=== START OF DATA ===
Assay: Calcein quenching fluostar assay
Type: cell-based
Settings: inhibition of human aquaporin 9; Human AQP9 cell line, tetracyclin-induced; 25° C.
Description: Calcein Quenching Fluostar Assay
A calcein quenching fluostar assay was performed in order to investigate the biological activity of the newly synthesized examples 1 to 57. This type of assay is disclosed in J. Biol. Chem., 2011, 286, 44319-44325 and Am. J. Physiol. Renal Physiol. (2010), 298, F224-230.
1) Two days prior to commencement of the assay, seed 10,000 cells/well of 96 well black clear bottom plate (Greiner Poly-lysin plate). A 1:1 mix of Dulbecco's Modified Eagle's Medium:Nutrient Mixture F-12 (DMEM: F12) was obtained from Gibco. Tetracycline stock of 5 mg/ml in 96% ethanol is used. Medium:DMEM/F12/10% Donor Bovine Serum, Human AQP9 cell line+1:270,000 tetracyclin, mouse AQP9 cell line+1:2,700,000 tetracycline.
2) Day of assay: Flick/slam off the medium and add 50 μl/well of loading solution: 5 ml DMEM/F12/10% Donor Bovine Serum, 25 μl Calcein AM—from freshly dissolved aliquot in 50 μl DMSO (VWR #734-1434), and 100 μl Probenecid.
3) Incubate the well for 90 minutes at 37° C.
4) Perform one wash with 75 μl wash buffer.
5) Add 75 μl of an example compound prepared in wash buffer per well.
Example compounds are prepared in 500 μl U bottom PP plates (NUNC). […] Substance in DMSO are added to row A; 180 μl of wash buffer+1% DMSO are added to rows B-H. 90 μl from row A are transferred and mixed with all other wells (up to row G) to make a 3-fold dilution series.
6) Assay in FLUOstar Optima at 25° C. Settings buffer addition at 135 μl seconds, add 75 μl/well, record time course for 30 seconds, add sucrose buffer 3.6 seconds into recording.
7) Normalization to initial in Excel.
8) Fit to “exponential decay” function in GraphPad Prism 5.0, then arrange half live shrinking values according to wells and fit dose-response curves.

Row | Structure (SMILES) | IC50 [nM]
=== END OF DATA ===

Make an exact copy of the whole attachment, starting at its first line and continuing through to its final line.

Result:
Assay: Calcein quenching fluostar assay
Type: cell-based
Settings: inhibition of human aquaporin 9; Human AQP9 cell line, tetracyclin-induced; 25° C.
Description: Calcein Quenching Fluostar Assay
A calcein quenching fluostar assay was performed in order to investigate the biological activity of the newly synthesized examples 1 to 57. This type of assay is disclosed in J. Biol. Chem., 2011, 286, 44319-44325 and Am. J. Physiol. Renal Physiol. (2010), 298, F224-230.
1) Two days prior to commencement of the assay, seed 10,000 cells/well of 96 well black clear bottom plate (Greiner Poly-lysin plate). A 1:1 mix of Dulbecco's Modified Eagle's Medium:Nutrient Mixture F-12 (DMEM: F12) was obtained from Gibco. Tetracycline stock of 5 mg/ml in 96% ethanol is used. Medium:DMEM/F12/10% Donor Bovine Serum, Human AQP9 cell line+1:270,000 tetracyclin, mouse AQP9 cell line+1:2,700,000 tetracycline.
2) Day of assay: Flick/slam off the medium and add 50 μl/well of loading solution: 5 ml DMEM/F12/10% Donor Bovine Serum, 25 μl Calcein AM—from freshly dissolved aliquot in 50 μl DMSO (VWR #734-1434), and 100 μl Probenecid.
3) Incubate the well for 90 minutes at 37° C.
4) Perform one wash with 75 μl wash buffer.
5) Add 75 μl of an example compound prepared in wash buffer per well.
Example compounds are prepared in 500 μl U bottom PP plates (NUNC). […] Substance in DMSO are added to row A; 180 μl of wash buffer+1% DMSO are added to rows B-H. 90 μl from row A are transferred and mixed with all other wells (up to row G) to make a 3-fold dilution series.
6) Assay in FLUOstar Optima at 25° C. Settings buffer addition at 135 μl seconds, add 75 μl/well, record time course for 30 seconds, add sucrose buffer 3.6 seconds into recording.
7) Normalization to initial in Excel.
8) Fit to “exponential decay” function in GraphPad Prism 5.0, then arrange half live shrinking values according to wells and fit dose-response curves.

Row | Structure (SMILES) | IC50 [nM]